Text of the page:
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Emerge Energy's Sell-Off Was Overdone, Shares Are A Buy

Todd Akin profile picture
Todd Akin


  • Emerge Energy reported a strong quarter, despite transitory issues weighing partially on earnings.
  • Emerge’s share price consequently plummeted, but for reasons that are inconsistent with other frac sand company’s reports. Hence, construction, completion, and dividend delays can't be the culprit behind the selling, and are actually a good thing for the industry.
  • All delays in the events stated above are pointing, instead, to a fracking boom in 2019, especially in the 2H, where most current pipeline projects and regional mine builds are scheduled to be finished.
  • I attribute the sell-off to profit taking from the recent run-up, and consider the drop in share prices as an opportunity to add to long positions.

When Covia Holdings (CVIA) reported delays in construction of their regional sand mine in Texas, the stock didn’t plummet nearly 20% like Emerge Energy's (NYSE:EMES) did on its last earnings announcement. Halliburton (HAL), however, cited takeaway issues as delaying completions activity, and saw its stock drop precipitously in similar fashion; so, maybe the delayed completions activity bear argument holds some weight.

Except, why do investors feel that delayed construction and completions activity are a bad thing for services companies like Emerge? Sure, even better earnings get delayed a quarter or two, but not through any wrong doing of the company. Rather, completions are slowing because the fracking industry is TOO strong, and volumes are bottlenecking major oil & gas supply hubs.

Construction of frac sand plants, as well as completion activity, is being delayed due to exhausted labor forces being stretched too thin, and heavy frac sand construction overwhelming supply chains. This is a good problem to have for investors, ultimately, assuming that companies execute on their plans, which Emerge said it is doing.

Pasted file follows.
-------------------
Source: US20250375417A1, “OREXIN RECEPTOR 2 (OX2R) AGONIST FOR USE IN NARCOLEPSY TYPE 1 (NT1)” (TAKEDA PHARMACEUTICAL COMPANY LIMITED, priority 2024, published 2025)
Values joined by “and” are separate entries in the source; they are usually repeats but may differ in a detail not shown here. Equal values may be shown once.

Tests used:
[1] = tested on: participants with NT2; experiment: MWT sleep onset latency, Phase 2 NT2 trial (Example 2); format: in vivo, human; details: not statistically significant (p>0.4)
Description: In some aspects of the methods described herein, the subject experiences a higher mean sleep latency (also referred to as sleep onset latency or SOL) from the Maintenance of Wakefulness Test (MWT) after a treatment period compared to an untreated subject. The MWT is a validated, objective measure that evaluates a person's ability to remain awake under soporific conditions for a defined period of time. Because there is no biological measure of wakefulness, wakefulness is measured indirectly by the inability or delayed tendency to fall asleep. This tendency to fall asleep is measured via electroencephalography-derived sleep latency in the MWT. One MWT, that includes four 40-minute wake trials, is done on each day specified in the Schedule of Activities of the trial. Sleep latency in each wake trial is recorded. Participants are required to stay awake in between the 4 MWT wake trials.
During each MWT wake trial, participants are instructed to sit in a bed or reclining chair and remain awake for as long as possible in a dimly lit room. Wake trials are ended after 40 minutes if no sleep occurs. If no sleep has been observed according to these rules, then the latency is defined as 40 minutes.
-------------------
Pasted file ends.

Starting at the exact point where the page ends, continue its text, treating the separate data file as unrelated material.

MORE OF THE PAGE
So, Emerge Energy’s sell-off was unwarranted for three reasons:

  • Construction delays at their San Antonio plant have been widely foreshadowed by the industry, and are actually exacerbating shortages of frac sand (which is good for pricing).

The two month construction delay has pushed down our timeline. We still expect San Antonio to drive a substantial improvement for the second half of the year, and margin should expand materially in the fourth quarter with San Antonio achieving full utilization post NSR permit upgrade.

  • The dividend not being reinstated (which some investors thought could have been the culprit behind the sell-off) was no surprise, and not even possible in 2018. Fortunately, the dividend is still on track to be reinstated in early 2019, which is going along just as the company planned.

This article was written by

Todd Akin profile picture
Graduated from the University of Houston- Downtown with a degree in Finance. My site, Wallstreetstocksolutions.com, focuses on portfolio management and unique investment opportunities.

Analyst’s Disclosure: I am/we are long EMES, HCLP. I wrote this article myself, and it expresses my own opinions. I am not receiving compensation for it (other than from Seeking Alpha). I have no business relationship with any company whose stock is mentioned in this article.

Seeking Alpha's Disclosure: Past performance is no guarantee of future results. No recommendation or advice is being given as to whether any investment is suitable for a particular investor. Any views or opinions expressed above may not reflect those of Seeking Alpha as a whole. Seeking Alpha is not a licensed securities dealer, broker or US investment adviser or investment bank. Our analysts are third party authors that include both professional investors and individual investors who may not be licensed or certified by any institute or regulatory body.

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